Published February, 2010
If you can get past the garish cover and the weak first chapter, Hat Dance, by Micahel A. Thomas, is a thoroughly entertaining, if not always satisfying, read.
The premise sounds promising: A gringo journalist and his chilango best friend, a photographer, travel to a remote mountain village to investigate a rebellion spurred by a local landowners refusal to help replace the village water pump. They share a van with two documentary filmmakers who dont speak Spanish: the journalists uptight 20-something daughter and her Chicano boyfriend.
Unfortunately, the plot is loose and a bit slight. A villainous American soldier of fortune gets lots of page time, but has no discernable motivation for his involvement with the story. The rebellion gets a lot of build up, but it fades into the background as the town fiesta takes center stage. This may be reasonably realistic, but its mildly puzzling in a novel. Thomas could have made this very Mexican scenario work as a strict comedy, but instead, as though he noticed three-quarters of the way in that his book lacks drama, he tacks on a tragedy that is not directly related to the villagers, the rebellion, or the journalists.
That said, the story is alive with the authors palpable love for Mexico. Its always cheering to be in Mexico and to know it, Lee White, the gringo journalist, thinks as he wakes up to the sound of a Tepic fiesta. This sentiment sings through the pages of Hat Dance.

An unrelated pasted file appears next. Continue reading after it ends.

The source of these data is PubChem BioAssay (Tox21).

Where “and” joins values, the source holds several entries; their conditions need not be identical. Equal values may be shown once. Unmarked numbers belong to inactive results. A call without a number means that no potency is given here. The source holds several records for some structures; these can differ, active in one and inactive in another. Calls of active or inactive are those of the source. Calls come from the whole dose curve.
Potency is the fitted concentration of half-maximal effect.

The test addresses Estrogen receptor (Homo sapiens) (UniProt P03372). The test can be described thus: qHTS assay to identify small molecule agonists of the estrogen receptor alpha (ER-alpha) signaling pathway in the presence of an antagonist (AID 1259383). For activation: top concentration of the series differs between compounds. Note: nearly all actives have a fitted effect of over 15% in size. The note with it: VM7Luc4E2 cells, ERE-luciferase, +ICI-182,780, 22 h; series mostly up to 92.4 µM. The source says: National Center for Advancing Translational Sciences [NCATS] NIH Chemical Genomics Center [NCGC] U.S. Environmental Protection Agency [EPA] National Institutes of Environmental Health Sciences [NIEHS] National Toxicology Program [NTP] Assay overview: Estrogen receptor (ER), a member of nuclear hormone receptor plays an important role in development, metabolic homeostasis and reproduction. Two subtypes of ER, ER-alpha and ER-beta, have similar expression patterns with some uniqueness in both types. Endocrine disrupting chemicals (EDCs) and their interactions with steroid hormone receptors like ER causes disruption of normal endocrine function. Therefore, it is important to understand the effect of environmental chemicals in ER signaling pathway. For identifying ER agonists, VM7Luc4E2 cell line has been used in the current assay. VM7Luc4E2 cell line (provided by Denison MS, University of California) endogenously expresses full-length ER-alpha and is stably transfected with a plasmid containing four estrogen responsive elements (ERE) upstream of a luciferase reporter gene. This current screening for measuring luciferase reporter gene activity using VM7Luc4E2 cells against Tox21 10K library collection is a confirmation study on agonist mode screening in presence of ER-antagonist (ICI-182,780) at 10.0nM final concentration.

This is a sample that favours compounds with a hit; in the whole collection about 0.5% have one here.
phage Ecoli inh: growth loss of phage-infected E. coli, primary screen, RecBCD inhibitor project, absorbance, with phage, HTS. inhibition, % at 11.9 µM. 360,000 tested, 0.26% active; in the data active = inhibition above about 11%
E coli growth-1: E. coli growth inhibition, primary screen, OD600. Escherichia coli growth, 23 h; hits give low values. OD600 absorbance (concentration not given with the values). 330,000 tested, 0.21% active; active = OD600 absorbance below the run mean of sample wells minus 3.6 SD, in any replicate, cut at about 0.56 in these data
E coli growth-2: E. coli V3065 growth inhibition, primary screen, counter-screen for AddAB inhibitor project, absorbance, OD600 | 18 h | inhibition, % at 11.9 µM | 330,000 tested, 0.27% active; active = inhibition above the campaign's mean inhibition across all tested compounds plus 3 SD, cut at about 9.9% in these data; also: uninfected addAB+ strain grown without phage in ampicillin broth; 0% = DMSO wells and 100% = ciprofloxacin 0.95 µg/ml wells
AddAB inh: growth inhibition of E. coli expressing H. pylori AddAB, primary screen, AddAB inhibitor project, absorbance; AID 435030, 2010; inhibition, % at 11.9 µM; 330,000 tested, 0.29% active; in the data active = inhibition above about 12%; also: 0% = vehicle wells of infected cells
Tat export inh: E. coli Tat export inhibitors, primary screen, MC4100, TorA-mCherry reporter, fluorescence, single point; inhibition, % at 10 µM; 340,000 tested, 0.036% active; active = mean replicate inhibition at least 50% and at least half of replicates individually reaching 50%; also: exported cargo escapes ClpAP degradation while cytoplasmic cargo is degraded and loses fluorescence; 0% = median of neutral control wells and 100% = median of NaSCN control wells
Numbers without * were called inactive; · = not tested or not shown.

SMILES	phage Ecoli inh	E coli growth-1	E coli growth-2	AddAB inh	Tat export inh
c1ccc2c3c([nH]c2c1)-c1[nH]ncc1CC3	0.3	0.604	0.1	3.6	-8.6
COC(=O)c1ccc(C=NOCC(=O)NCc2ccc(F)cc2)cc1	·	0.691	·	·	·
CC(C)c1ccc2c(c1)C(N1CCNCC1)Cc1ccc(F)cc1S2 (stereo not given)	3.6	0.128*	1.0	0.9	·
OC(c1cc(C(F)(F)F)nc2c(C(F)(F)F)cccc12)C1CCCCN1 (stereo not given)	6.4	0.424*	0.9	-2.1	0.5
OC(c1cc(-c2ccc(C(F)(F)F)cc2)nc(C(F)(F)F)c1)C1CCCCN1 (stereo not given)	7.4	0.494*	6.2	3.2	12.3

Ultimately, this book is about Mexico. The characters different relationships to the country create comedic tension and give Thomas the opportunity to riff, often hilariously, on culture and identity. In a refreshing twist, the contrast is not just between purely gringo and Mexican mentalities. For instance, the Chicano cameraman, Kevin, longs to get in touch with his heritage, but feels lost and belittled in a foreign land. And some of the books best scenes are centered on the chilango photographer, Checo, who cant stand leaving his home town, Mexico City, and views the rest of Mexico as a stagnant and infuriating backwater. Meanwhile, the gringo, Lee, feels more at home with his campesino (peasant) friends Felipe and Elena Pi?eda than with his shrill gringa daughter, Courtney.
The same may be true for Thomas: the passages where Lee and Courtney ruminate on their relationship feel a bit forced, but when the author writes about his Mexican characters, their interactions seem fluid, humorous, and realistic. A chaotic family scene set at the house of Checos wealthy parents is a tour de force, read-aloud funny.
The author has a real (and rare) feel for capturing the rhythms of village life, and he gets comedy out of small moments: a television sparks a bargaining war, women gossip as they wash clothes at the river, villagers suspect that a neighboring town is full of witches. The dialog rings true, and Felipe and Elena Pi?eda are warm, lively, and believable. Descriptive passages about the village itself are equally evocative: The store was a box of light in a world that had become very close, wet, and opaque.
Although Hat Dance is a quick, fun read as is, you almost get the impression that if the gringo characters and their superfluous subplots were swept aside and Thomas just focused on the village, youd be left with a truly wondrous thing: the living, beating heart of Mexico.